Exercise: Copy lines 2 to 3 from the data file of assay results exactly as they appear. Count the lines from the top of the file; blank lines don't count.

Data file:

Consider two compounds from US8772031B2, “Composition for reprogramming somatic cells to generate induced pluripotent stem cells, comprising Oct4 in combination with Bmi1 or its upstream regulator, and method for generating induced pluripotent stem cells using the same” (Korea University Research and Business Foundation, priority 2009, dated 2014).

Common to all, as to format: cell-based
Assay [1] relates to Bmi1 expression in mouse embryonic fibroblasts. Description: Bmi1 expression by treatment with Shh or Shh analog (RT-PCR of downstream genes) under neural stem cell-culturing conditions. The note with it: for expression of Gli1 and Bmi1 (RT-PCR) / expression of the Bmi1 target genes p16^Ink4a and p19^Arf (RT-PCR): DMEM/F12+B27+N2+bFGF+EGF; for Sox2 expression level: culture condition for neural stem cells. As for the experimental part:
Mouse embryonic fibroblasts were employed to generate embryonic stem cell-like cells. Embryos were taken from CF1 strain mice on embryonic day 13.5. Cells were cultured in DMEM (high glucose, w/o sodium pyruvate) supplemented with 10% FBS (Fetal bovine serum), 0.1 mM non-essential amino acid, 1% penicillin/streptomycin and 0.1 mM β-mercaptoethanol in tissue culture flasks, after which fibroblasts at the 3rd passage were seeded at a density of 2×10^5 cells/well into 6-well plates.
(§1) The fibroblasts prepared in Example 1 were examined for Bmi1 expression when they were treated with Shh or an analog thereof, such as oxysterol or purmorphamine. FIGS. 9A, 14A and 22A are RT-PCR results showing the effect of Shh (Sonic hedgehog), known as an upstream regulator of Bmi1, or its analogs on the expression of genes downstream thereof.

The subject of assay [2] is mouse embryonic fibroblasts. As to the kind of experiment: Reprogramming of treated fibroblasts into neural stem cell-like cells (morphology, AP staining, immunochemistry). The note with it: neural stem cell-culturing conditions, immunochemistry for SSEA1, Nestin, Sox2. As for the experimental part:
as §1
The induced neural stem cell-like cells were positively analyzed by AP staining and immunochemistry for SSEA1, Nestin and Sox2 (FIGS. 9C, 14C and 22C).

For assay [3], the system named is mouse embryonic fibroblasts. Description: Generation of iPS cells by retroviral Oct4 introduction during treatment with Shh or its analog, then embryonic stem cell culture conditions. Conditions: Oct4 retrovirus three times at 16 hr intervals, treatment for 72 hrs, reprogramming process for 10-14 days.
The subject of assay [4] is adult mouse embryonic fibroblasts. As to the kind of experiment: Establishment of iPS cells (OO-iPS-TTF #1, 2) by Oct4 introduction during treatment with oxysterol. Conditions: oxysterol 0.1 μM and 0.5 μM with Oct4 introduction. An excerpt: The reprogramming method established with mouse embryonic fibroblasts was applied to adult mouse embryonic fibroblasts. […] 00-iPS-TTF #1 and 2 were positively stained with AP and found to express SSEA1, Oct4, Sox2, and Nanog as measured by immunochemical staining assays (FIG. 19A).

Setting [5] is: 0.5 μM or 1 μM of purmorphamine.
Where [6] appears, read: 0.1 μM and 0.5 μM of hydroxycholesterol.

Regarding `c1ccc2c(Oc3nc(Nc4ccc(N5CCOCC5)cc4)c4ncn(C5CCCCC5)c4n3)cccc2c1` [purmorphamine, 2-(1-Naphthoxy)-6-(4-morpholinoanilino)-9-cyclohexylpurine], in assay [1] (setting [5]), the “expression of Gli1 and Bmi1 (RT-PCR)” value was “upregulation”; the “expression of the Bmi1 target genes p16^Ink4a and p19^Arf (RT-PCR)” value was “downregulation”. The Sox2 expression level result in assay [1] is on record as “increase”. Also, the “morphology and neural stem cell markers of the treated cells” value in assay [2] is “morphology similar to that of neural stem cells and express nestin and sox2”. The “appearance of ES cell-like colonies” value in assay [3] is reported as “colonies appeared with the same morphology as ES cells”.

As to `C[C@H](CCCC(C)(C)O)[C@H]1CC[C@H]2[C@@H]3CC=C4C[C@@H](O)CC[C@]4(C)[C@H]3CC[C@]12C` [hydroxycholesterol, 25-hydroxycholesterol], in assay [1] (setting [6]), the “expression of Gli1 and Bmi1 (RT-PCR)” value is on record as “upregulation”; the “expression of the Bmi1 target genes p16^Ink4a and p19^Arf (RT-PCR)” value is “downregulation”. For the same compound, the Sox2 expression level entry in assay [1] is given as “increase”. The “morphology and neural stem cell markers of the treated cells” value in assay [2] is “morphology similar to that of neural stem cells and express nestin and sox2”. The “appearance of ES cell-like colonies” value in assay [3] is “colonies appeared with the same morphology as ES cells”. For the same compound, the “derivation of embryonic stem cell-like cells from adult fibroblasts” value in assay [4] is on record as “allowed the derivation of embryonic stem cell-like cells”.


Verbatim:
Common to all, as to format: cell-based
Assay [1] relates to Bmi1 expression in mouse embryonic fibroblasts. Description: Bmi1 expression by treatment with Shh or Shh analog (RT-PCR of downstream genes) under neural stem cell-culturing conditions. The note with it: for expression of Gli1 and Bmi1 (RT-PCR) / expression of the Bmi1 target genes p16^Ink4a and p19^Arf (RT-PCR): DMEM/F12+B27+N2+bFGF+EGF; for Sox2 expression level: culture condition for neural stem cells. As for the experimental part: